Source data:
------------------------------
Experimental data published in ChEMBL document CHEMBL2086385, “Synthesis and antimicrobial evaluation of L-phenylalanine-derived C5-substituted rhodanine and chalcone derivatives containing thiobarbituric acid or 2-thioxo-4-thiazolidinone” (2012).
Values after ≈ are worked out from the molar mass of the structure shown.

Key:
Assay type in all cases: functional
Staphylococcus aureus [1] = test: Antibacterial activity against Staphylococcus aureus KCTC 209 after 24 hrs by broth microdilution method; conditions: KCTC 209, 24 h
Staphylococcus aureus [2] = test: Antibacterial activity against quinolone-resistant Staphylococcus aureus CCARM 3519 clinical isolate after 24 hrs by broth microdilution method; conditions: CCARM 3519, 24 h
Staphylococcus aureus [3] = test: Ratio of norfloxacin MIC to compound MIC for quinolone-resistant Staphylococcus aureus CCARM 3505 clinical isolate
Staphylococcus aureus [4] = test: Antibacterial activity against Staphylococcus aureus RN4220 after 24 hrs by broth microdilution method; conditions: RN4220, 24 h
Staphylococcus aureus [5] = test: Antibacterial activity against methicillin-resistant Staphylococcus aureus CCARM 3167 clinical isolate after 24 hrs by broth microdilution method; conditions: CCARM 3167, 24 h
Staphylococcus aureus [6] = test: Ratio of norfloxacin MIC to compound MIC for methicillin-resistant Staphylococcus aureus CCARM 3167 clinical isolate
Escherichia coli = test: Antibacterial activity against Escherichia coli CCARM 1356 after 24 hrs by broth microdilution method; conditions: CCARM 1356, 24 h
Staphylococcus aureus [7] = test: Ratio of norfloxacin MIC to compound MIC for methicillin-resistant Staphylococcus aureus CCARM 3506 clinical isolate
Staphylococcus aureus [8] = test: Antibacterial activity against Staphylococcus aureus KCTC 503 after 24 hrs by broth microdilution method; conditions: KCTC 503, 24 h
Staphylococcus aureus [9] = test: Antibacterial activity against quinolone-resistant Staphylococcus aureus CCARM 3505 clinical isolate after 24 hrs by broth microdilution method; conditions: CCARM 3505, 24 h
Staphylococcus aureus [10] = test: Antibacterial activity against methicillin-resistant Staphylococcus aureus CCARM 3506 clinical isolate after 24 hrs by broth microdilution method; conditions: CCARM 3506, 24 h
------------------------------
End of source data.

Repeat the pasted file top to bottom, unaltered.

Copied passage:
Experimental data published in ChEMBL document CHEMBL2086385, “Synthesis and antimicrobial evaluation of L-phenylalanine-derived C5-substituted rhodanine and chalcone derivatives containing thiobarbituric acid or 2-thioxo-4-thiazolidinone” (2012).
Values after ≈ are worked out from the molar mass of the structure shown.

Key:
Assay type in all cases: functional
Staphylococcus aureus [1] = test: Antibacterial activity against Staphylococcus aureus KCTC 209 after 24 hrs by broth microdilution method; conditions: KCTC 209, 24 h
Staphylococcus aureus [2] = test: Antibacterial activity against quinolone-resistant Staphylococcus aureus CCARM 3519 clinical isolate after 24 hrs by broth microdilution method; conditions: CCARM 3519, 24 h
Staphylococcus aureus [3] = test: Ratio of norfloxacin MIC to compound MIC for quinolone-resistant Staphylococcus aureus CCARM 3505 clinical isolate
Staphylococcus aureus [4] = test: Antibacterial activity against Staphylococcus aureus RN4220 after 24 hrs by broth microdilution method; conditions: RN4220, 24 h
Staphylococcus aureus [5] = test: Antibacterial activity against methicillin-resistant Staphylococcus aureus CCARM 3167 clinical isolate after 24 hrs by broth microdilution method; conditions: CCARM 3167, 24 h
Staphylococcus aureus [6] = test: Ratio of norfloxacin MIC to compound MIC for methicillin-resistant Staphylococcus aureus CCARM 3167 clinical isolate
Escherichia coli = test: Antibacterial activity against Escherichia coli CCARM 1356 after 24 hrs by broth microdilution method; conditions: CCARM 1356, 24 h
Staphylococcus aureus [7] = test: Ratio of norfloxacin MIC to compound MIC for methicillin-resistant Staphylococcus aureus CCARM 3506 clinical isolate
Staphylococcus aureus [8] = test: Antibacterial activity against Staphylococcus aureus KCTC 503 after 24 hrs by broth microdilution method; conditions: KCTC 503, 24 h
Staphylococcus aureus [9] = test: Antibacterial activity against quinolone-resistant Staphylococcus aureus CCARM 3505 clinical isolate after 24 hrs by broth microdilution method; conditions: CCARM 3505, 24 h
Staphylococcus aureus [10] = test: Antibacterial activity against methicillin-resistant Staphylococcus aureus CCARM 3506 clinical isolate after 24 hrs by broth microdilution method; conditions: CCARM 3506, 24 h